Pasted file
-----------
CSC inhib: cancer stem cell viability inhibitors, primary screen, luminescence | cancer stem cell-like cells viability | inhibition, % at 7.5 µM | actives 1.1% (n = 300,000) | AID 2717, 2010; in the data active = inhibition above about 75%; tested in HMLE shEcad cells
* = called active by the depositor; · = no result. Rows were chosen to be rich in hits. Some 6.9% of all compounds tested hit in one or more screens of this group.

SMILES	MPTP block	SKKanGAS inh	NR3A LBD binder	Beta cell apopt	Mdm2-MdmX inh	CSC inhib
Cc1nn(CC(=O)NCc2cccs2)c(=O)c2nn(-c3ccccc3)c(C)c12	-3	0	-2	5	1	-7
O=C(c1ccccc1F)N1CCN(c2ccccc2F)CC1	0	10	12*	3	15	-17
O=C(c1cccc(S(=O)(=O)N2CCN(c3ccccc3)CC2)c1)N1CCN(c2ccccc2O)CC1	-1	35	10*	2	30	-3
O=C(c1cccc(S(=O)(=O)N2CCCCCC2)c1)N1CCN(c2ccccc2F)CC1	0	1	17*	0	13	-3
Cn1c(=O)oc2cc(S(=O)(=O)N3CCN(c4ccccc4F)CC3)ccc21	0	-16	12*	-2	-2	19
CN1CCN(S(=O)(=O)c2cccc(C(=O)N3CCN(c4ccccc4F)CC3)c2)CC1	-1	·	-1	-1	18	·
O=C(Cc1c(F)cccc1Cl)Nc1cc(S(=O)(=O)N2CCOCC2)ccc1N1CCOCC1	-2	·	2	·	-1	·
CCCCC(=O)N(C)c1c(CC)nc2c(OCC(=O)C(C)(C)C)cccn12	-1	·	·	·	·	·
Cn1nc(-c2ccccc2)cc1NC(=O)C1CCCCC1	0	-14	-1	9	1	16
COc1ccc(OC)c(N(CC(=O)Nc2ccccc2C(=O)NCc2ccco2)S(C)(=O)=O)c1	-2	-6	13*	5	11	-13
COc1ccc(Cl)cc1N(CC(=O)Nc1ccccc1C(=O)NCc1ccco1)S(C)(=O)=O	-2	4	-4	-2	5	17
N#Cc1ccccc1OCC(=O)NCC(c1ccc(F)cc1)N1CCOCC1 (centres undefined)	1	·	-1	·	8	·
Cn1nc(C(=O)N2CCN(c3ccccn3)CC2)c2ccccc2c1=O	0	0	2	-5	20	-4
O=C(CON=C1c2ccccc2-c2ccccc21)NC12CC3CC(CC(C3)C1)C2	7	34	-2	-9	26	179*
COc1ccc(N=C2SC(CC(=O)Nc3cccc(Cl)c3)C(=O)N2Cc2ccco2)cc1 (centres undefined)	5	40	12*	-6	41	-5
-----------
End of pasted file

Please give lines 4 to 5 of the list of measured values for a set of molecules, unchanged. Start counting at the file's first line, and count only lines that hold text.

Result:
Cc1nn(CC(=O)NCc2cccs2)c(=O)c2nn(-c3ccccc3)c(C)c12	-3	0	-2	5	1	-7
O=C(c1ccccc1F)N1CCN(c2ccccc2F)CC1	0	10	12*	3	15	-17